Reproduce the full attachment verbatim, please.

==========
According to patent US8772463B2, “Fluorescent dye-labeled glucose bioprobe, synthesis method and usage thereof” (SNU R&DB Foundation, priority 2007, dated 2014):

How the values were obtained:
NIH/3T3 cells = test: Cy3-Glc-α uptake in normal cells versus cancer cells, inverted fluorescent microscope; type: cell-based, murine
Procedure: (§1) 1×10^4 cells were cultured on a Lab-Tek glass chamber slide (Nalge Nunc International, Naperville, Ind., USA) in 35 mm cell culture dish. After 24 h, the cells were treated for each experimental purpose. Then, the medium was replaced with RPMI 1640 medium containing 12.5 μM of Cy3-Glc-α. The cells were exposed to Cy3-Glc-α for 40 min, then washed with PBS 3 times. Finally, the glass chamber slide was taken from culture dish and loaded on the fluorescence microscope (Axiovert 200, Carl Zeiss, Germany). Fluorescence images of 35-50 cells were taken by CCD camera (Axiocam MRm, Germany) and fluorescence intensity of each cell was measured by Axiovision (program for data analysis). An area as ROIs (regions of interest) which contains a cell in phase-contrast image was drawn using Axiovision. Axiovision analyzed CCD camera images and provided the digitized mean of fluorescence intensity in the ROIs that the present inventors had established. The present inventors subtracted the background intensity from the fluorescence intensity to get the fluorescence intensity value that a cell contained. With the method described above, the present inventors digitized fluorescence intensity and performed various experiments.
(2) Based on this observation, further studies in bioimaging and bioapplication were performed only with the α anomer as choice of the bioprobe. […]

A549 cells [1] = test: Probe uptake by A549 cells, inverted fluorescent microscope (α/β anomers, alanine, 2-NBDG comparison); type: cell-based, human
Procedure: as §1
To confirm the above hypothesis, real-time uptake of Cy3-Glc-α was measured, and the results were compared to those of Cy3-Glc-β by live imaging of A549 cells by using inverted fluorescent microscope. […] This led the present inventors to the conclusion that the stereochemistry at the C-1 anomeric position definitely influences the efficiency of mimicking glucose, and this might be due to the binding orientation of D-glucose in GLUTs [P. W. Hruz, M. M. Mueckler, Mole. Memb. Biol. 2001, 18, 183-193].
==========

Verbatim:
According to patent US8772463B2, “Fluorescent dye-labeled glucose bioprobe, synthesis method and usage thereof” (SNU R&DB Foundation, priority 2007, dated 2014):

How the values were obtained:
NIH/3T3 cells = test: Cy3-Glc-α uptake in normal cells versus cancer cells, inverted fluorescent microscope; type: cell-based, murine
Procedure: (§1) 1×10^4 cells were cultured on a Lab-Tek glass chamber slide (Nalge Nunc International, Naperville, Ind., USA) in 35 mm cell culture dish. After 24 h, the cells were treated for each experimental purpose. Then, the medium was replaced with RPMI 1640 medium containing 12.5 μM of Cy3-Glc-α. The cells were exposed to Cy3-Glc-α for 40 min, then washed with PBS 3 times. Finally, the glass chamber slide was taken from culture dish and loaded on the fluorescence microscope (Axiovert 200, Carl Zeiss, Germany). Fluorescence images of 35-50 cells were taken by CCD camera (Axiocam MRm, Germany) and fluorescence intensity of each cell was measured by Axiovision (program for data analysis). An area as ROIs (regions of interest) which contains a cell in phase-contrast image was drawn using Axiovision. Axiovision analyzed CCD camera images and provided the digitized mean of fluorescence intensity in the ROIs that the present inventors had established. The present inventors subtracted the background intensity from the fluorescence intensity to get the fluorescence intensity value that a cell contained. With the method described above, the present inventors digitized fluorescence intensity and performed various experiments.
(2) Based on this observation, further studies in bioimaging and bioapplication were performed only with the α anomer as choice of the bioprobe. […]

A549 cells [1] = test: Probe uptake by A549 cells, inverted fluorescent microscope (α/β anomers, alanine, 2-NBDG comparison); type: cell-based, human
Procedure: as §1
To confirm the above hypothesis, real-time uptake of Cy3-Glc-α was measured, and the results were compared to those of Cy3-Glc-β by live imaging of A549 cells by using inverted fluorescent microscope. […] This led the present inventors to the conclusion that the stereochemistry at the C-1 anomeric position definitely influences the efficiency of mimicking glucose, and this might be due to the binding orientation of D-glucose in GLUTs [P. W. Hruz, M. M. Mueckler, Mole. Memb. Biol. 2001, 18, 183-193].